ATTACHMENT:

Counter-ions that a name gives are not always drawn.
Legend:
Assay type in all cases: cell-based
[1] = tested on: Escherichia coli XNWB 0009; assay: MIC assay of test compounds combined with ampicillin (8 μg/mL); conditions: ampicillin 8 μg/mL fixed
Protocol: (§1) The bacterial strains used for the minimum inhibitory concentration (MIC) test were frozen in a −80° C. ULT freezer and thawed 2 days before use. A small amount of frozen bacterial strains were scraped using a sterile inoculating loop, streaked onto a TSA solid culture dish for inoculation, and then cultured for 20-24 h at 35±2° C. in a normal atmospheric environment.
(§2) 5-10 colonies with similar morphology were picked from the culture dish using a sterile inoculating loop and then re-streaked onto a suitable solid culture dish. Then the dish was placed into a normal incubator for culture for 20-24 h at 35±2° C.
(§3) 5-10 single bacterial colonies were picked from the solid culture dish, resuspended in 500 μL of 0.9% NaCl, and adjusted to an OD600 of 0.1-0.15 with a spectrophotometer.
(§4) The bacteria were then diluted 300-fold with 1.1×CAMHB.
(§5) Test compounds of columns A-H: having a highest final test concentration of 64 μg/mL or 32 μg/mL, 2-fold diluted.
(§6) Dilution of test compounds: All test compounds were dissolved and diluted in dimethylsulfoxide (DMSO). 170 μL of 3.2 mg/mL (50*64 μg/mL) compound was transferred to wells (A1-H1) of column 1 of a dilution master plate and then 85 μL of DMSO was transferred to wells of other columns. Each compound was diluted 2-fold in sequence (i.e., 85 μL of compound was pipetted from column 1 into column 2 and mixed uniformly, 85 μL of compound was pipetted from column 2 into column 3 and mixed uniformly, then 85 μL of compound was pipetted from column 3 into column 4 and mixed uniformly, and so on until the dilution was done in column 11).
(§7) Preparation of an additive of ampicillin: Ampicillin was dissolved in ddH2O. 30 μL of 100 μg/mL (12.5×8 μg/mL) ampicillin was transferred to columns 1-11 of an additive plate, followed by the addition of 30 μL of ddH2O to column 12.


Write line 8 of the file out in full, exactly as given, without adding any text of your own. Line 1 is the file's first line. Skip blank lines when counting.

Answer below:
(§4) The bacteria were then diluted 300-fold with 1.1×CAMHB.